Mexico’s Energy Market Reform: What Your Business Needs to Know
Generally speaking, I’ve found that most US-based executives and corporate energy managers have felt the pain of wild swings in utility tariff rates in Mexico, but few have a strategy to take advantage of the country’s new competitive energy markets.
Given that many of Mexico’s utility (CFE) tariffs have surged over 50% since January 2016, I found this surprising.
Last year, the Mexican government instituted reform that established competitive energy markets. Prior to that, the country’s energy market was essentially an opaque government monopoly. As a result, many of the executives tasked with managing their organization’s global energy strategies are unfamiliar with the dynamics of the Mexican energy market. Even those with a firm understanding of Mexico's energy infrastructure may lack experience dealing in a competitive market.
To help bridge the information gap, we’ve broken down Mexico’s shift to a competitive landscape for buying energy and what it means for businesses with large-scale operations in the country.
We are also participating in a live webinar with Energy Manager Today on Wednesday, June 21, where the discussion will focus on how businesses can capitalize on this new opportunity to get strategic about their energy expenses in Mexico.
Why Mexico De-Regulated Its Energy Markets
Prior to January 2016, the Comisión Federal de Electricidad (CFE) held a monopoly on the generation, transmission, and distribution of electricity in Mexico. Under the CFE monopoly, manufacturers in Mexico had to deal with tariffs that changed monthly and which have climbed by more than 50% in the past 12 months. Monthly tariff changes and surging prices made it impossible to forecast energy costs effectively.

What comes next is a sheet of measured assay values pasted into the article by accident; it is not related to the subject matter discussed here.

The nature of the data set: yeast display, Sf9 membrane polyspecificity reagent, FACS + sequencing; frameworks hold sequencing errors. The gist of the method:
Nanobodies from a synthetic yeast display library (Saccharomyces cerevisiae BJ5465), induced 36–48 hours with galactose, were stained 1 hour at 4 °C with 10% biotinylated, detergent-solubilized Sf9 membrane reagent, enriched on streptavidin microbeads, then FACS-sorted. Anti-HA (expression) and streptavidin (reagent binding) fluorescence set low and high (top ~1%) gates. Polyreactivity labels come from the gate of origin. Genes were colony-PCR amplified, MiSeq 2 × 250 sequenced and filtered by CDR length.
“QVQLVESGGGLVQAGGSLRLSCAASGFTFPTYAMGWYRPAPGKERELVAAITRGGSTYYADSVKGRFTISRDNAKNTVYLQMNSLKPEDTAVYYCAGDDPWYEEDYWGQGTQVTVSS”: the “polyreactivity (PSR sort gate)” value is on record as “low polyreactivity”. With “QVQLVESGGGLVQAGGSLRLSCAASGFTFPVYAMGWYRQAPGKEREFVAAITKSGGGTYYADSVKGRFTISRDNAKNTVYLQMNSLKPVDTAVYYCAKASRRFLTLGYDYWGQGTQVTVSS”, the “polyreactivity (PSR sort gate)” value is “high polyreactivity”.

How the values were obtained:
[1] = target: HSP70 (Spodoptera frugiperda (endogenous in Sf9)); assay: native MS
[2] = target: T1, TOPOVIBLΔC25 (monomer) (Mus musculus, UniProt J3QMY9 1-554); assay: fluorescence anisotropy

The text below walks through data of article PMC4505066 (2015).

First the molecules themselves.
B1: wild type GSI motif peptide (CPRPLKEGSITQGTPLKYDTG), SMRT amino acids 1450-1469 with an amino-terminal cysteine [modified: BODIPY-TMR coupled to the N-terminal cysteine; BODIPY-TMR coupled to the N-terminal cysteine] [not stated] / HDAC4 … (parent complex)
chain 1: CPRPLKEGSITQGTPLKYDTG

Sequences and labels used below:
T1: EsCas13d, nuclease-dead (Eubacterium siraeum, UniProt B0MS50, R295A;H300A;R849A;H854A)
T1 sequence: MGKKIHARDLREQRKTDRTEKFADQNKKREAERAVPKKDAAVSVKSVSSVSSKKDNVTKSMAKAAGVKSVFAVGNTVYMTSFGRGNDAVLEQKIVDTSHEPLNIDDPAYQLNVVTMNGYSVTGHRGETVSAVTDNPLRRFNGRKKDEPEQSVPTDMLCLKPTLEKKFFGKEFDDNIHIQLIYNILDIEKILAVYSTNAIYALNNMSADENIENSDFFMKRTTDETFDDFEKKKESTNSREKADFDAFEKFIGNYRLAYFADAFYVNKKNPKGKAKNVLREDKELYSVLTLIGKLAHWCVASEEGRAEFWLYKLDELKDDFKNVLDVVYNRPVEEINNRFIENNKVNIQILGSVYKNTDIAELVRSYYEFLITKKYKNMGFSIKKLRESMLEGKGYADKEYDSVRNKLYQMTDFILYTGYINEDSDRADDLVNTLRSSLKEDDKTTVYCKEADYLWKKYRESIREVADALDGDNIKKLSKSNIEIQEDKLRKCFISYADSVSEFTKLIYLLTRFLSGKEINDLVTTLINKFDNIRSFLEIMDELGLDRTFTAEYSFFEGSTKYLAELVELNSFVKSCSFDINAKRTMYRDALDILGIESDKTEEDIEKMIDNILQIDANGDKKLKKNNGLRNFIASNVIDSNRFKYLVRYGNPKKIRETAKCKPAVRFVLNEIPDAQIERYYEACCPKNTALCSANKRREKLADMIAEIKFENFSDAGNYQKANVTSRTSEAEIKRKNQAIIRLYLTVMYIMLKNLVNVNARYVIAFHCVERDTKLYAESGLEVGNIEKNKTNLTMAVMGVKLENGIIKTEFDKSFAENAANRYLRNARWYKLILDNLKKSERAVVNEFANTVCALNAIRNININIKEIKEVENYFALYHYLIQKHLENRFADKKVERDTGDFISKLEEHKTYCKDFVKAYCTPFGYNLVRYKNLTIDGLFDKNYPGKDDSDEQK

Similarly, industrial organizations that require large amounts of natural gas in Mexico were limited to a single supplier. Petróleos Mexicanos (Pemex), the state-sponsored oil and gas enterprise, held a monopoly on natural gas transportation in Mexico. Pemex sold natural gas to the LDCs, who in turn sold the gas to industrials. Pemex and the LDCs were thus able to exercise pricing power.
High energy costs made it difficult for Mexico’s industrial businesses to compete internationally. As it became clear that the traditional nature of the market and the roles of CFE and Pemex were causing these kinds of challenges, Mexico began exploring alternatives for their energy market.
Energy Reform in Mexico
Since 1938, Pemex held a monopoly on oil and gas production and transportation. Due to geological challenges and operational inefficiencies, Pemex oil and gas production has decreased every year since 2004 despite annual increases in exploration and production investments.
Recognizing that the increasingly negative correlation between expenditures and production was not sustainable, the Mexican government began an arduous energy reform process in 2013. Mexico’s energy reform culminated in several rounds of legislation with amendments to the Mexican Constitution.
In the process of creating competitive markets for electricity and natural gas, Mexico’s Energy Reform disaggregated portions of CFE and Pemex. The former monopolies are no longer vertically integrated entities. Instead, power generation became a competitive industry function and natural gas transportation opened to private bidders in open auctions.
It’s important to note that CFE is still responsible for power transmission and distribution. Industrial firms that choose to shop for power in Mexico stay connected to the same power grid and are ensured the same service reliability that they’ve experienced to date.
What This Means for Your Business
Organizations that use 1MW or more in aggregate demand are now able to access the wholesale power market. After applying to become a Qualified User, your organization can contract with an independent retail supplier for fixed rates, which are below the CFE tariff rates. Currently, 21 qualified suppliers in Mexico are competing with the CFE for industrial supply contracts, with ongoing increases in liquidity.
Many of us at EnerNOC who were involved with energy deregulation in the US recall the challenges of contracting in a brand new marketplace. Mexico has learned from that history and has implemented international best practices in the process of designing its electricity and natural gas markets. We are excited to help our customers find cost savings and budget certainty in the new Mexican energy markets.
If you’re looking to discuss your options in Mexico, talk to one of our experts, and to learn more about the opportunities for your business in this market, make sure to sign up for our upcoming webinar with Energy Manager Today.